In recent years, the debate on the problem of causal exclusion has seen an ‘interventionist turn’. Numerous non-reductive physicalists (e.g. Shapiro and Sober 2007) have argued that Woodward's (2003) interventionist theory of causation provides a means to empirically establish the existence of non-reducible mental-to-physical causation. By contrast, Baumgartner (2010) has presented an interventionist exclusion argument showing that interventionism is in fact incompatible with non-reductive physicalism. In response, a number of revised versions of interventionism have been suggested that are compatible (...)
    Direct download (7 more)  
     
    Export citation  
     
    My bibliography   6 citations  
  22. Jessica M. Wilson (1999). How Superduper Does a Physicalist Supervenience Need to Be? Philosophical Quarterly 50 (194):33-52.
    Note: this is the first published presentation and defense of the 'proper subset strategy' for making sense of non-reductive physicalism or the associated notion of realization; this is sometimes, inaccurately, called "Shoemaker's subset strategy"; if people could either call it the 'subset strategy' or better yet, add my name to the mix I would appreciate it. Horgan claims that physicalism requires "superdupervenience" -- supervenience plus robust ontological explanation of the supervenient in terms of the base properties. I argue (...)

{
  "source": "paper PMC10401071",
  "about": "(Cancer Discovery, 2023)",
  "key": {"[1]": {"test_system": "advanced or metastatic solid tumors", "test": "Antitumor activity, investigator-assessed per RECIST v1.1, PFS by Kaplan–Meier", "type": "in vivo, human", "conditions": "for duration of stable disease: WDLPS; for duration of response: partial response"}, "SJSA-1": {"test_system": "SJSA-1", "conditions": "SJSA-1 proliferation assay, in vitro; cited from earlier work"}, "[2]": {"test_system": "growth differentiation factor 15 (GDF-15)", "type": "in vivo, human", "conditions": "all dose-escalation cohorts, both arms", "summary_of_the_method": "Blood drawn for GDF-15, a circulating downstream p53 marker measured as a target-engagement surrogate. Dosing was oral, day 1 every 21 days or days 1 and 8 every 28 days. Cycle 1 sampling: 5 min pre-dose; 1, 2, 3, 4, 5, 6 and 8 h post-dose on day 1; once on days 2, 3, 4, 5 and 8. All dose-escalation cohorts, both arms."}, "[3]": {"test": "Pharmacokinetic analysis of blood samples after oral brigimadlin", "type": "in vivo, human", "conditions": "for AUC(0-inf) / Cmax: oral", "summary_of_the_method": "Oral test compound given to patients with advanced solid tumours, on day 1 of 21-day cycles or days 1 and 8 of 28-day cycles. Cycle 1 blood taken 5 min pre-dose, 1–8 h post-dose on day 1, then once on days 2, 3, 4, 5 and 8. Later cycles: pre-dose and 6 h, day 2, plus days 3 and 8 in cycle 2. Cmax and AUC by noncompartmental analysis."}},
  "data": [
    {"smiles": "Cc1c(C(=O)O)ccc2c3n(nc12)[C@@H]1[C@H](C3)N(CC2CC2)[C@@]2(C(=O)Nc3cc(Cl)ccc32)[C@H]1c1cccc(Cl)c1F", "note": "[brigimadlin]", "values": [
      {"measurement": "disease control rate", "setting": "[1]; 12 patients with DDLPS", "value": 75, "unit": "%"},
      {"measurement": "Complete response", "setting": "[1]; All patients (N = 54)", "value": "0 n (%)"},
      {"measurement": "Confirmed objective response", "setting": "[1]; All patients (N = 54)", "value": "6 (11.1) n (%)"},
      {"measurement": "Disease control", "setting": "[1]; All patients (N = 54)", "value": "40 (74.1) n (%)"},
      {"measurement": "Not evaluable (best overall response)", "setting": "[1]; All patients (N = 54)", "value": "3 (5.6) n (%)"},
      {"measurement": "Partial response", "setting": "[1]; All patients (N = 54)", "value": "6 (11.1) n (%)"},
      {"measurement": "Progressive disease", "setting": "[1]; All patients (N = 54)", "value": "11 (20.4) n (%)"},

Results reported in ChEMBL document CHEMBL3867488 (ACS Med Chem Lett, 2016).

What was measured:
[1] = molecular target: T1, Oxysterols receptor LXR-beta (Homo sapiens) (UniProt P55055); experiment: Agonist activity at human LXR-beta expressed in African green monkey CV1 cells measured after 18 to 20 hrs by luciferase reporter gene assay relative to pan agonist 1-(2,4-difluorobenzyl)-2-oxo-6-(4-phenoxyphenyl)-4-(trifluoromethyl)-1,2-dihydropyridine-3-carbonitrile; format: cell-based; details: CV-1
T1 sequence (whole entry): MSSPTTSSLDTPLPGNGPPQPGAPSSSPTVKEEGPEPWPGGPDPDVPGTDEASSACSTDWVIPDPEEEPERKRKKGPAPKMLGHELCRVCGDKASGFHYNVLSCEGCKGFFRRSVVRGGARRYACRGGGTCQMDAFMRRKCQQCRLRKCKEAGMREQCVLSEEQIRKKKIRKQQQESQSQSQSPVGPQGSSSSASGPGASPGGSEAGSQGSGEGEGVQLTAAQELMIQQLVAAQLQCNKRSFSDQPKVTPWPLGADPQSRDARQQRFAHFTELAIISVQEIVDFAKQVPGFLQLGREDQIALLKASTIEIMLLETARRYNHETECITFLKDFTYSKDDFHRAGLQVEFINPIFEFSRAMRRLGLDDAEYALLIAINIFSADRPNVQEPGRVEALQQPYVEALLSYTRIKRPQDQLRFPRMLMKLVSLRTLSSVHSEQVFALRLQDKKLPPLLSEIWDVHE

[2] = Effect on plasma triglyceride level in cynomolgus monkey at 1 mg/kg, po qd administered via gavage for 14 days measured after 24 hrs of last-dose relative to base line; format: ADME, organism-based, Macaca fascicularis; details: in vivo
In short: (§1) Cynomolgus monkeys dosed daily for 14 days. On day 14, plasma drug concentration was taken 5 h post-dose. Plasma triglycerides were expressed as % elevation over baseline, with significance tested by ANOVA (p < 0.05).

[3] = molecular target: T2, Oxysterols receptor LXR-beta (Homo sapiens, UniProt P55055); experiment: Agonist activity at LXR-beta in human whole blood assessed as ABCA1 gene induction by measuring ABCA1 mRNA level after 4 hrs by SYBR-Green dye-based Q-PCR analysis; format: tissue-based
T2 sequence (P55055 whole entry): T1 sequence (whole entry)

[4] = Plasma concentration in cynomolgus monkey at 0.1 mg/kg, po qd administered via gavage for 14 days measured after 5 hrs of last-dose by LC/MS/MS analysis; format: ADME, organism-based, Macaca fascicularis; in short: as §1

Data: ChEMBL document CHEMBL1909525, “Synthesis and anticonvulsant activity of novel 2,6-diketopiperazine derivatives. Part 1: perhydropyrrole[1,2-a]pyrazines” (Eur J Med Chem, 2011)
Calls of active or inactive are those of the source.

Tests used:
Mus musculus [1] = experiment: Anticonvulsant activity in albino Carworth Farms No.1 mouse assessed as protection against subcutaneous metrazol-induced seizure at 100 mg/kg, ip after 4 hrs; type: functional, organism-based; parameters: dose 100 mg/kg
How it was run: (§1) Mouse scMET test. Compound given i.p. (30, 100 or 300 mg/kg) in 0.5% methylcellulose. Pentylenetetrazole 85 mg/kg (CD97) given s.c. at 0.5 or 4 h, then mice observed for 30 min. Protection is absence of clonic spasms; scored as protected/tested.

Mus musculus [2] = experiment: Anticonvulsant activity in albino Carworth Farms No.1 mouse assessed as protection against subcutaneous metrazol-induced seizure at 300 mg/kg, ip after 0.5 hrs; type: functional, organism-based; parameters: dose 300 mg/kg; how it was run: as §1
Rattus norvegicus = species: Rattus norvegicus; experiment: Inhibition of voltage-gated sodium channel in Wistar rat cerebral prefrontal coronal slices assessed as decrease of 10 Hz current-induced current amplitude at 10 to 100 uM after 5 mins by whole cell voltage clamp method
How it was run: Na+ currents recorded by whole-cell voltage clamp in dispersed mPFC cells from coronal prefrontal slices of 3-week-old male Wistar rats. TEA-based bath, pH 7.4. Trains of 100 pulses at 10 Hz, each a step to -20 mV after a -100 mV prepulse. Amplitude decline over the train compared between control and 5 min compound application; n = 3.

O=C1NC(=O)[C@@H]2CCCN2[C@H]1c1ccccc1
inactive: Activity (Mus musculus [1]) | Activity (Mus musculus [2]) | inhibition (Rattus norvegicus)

Direct download (13 more)  
     
    Export citation  
     
    My bibliography   25 citations  
  23. Richard Campbell & Mark H. Bickhard (2011). Physicalism, Emergence and Downward Causation. Axiomathes 21 (1):33-56.
    The development of a defensible and fecund notion of emergence has been dogged by a number of threshold issues neatly highlighted in a recent paper by Jaegwon Kim. We argue that physicalist assumptions confuse and vitiate the whole project. In particular, his contention that emergence entails supervenience is contradicted by his own argument that the ‘microstructure’ of an object belongs to the whole object, not to its constituents. And his argument against the possibility of downward causation is question-begging and makes (...)